It's been a good few days for investors holding on to gold, and we've been getting lots of questions as to why gold prices are up this week.
Gold futures had their biggest one-day gain of the year Thursday, up nearly $40 an ounce, and ended the week up 4.2% at $1,453.60.
At one point this week, gold had retraced half the loss it incurred during its April nosedive. In a two-day period, the yellow metal fell $225 an ounce, hitting a two-year low on April 15.
It is natural for any financial asset to enjoy some sort of a rebound after such a steep plunge. But there are some sound fundamental reasons as to why gold is up.
Here are four.
Why Gold Prices Are Up Reason #1: Asia's Gold Rush
As discussed in previous articles at Money Morning, one of the biggest reasons for the bounce in gold prices was the unexpectedly strong demand for physical gold around the world.
Long-term investors, particularly in Asia, considered the drop in gold prices a gift from the short sellers on Wall Street.
Sales at Australia's Perth Mint doubled after the two-day gold price tumble. The China Gold Association reported retail gold purchases tripled across China in that time frame. Japanese consumers were net buyers of gold for the first time in eight years.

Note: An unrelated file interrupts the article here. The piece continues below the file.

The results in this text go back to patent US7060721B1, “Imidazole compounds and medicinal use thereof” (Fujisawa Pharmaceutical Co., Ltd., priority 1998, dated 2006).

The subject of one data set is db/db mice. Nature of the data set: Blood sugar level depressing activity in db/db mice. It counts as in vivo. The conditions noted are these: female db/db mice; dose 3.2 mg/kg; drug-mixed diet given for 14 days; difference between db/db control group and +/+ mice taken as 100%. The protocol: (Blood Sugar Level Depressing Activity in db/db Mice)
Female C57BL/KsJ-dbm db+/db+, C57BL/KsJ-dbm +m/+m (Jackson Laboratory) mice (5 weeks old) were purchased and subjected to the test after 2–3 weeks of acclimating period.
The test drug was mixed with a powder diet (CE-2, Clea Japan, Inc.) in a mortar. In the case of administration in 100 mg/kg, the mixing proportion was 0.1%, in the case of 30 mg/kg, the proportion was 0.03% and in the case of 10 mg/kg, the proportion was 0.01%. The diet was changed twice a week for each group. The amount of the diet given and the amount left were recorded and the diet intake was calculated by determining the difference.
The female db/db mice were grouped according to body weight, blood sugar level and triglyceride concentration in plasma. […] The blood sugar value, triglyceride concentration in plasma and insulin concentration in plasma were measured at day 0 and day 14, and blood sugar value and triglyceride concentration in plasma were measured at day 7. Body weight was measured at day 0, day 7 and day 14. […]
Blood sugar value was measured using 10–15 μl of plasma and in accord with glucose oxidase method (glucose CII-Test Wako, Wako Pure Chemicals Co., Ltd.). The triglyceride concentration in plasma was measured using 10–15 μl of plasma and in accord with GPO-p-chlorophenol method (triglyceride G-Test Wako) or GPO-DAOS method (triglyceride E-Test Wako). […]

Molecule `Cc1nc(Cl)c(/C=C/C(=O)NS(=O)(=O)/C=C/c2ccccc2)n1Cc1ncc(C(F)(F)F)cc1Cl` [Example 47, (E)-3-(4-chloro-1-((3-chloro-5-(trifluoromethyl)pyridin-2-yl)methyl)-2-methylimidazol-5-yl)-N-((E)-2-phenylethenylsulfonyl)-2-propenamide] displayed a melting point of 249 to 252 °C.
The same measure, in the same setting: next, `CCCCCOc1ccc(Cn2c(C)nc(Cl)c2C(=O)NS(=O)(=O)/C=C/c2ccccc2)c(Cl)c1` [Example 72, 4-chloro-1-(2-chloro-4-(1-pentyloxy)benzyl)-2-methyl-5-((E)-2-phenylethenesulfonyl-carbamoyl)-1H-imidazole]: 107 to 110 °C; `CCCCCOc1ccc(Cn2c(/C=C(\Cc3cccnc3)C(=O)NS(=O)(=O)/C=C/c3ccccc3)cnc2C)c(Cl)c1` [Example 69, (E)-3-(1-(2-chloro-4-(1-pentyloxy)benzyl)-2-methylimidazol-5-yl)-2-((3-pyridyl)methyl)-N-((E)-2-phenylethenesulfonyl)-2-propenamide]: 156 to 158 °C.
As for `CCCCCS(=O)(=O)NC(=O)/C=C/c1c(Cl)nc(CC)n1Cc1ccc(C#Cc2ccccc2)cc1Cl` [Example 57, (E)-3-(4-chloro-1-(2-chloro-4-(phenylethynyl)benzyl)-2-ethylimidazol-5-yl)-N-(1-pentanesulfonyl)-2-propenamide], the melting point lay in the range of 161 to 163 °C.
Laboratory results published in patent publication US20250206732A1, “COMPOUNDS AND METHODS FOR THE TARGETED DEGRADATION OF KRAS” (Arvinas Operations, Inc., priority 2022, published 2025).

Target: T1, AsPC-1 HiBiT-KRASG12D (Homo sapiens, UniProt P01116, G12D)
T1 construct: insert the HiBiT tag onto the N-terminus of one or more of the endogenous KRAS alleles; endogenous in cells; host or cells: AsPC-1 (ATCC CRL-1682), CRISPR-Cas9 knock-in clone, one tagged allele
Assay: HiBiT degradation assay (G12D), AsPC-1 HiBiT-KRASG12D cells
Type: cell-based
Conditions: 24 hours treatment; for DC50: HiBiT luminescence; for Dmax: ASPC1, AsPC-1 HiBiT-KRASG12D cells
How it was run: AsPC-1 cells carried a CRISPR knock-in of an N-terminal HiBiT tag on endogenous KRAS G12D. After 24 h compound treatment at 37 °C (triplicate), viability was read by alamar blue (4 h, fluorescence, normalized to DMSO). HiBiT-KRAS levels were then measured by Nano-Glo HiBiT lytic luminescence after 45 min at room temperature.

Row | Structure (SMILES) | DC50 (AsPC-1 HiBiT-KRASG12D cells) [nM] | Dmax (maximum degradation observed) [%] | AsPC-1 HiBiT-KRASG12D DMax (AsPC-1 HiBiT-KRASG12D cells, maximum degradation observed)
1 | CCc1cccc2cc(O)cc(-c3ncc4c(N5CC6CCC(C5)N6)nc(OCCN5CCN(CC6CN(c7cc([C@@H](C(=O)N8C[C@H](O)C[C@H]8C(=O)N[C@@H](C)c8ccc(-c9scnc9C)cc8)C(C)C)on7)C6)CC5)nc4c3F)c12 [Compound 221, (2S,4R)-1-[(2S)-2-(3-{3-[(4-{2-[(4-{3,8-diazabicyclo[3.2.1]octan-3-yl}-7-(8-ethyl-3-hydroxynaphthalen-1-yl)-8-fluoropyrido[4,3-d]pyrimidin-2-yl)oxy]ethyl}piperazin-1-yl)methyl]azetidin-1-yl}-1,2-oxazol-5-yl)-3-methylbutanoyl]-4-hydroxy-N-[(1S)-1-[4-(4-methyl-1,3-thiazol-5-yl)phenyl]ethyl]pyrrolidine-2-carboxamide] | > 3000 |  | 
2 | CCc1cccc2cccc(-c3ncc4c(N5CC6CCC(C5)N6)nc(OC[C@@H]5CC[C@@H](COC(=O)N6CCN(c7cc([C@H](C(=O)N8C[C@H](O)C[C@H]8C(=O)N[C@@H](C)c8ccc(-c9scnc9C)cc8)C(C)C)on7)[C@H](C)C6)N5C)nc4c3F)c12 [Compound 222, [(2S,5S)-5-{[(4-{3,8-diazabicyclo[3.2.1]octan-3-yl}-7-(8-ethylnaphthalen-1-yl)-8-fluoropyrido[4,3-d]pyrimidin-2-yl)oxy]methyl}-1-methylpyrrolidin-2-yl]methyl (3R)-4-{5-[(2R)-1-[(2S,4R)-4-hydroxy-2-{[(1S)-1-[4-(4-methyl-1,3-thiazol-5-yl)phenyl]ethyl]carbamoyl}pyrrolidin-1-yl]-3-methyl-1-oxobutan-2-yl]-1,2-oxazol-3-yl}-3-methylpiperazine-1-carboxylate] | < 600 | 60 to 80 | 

The buying led to huge premiums to the quoted London gold price across Asia's physical gold markets – pushing premiums to 15-month highs.
In addition, gold shipments to India – traditionally the world's biggest buyer of gold – were at record levels. Shipments this past week to India doubled from the prior week.
Why Gold Prices Are Up Reason #2: Buying Frenzy for U.S. Gold Coins
Physical demand was readily apparent here in the United States as well.
The U.S. Mint reported that sales of gold coins were at the highest level since December 2009. As of April 24, the Mint had sold 196,500 ounces of gold coins – the best level since 231,500 ounces of gold coins were sold in December 2009. Sales in March were a mere 62,000 ounces.
Remarkably, the U.S. Mint ran out of its smallest gold coin, weighing one-tenth of an ounce, and forced to suspend sales.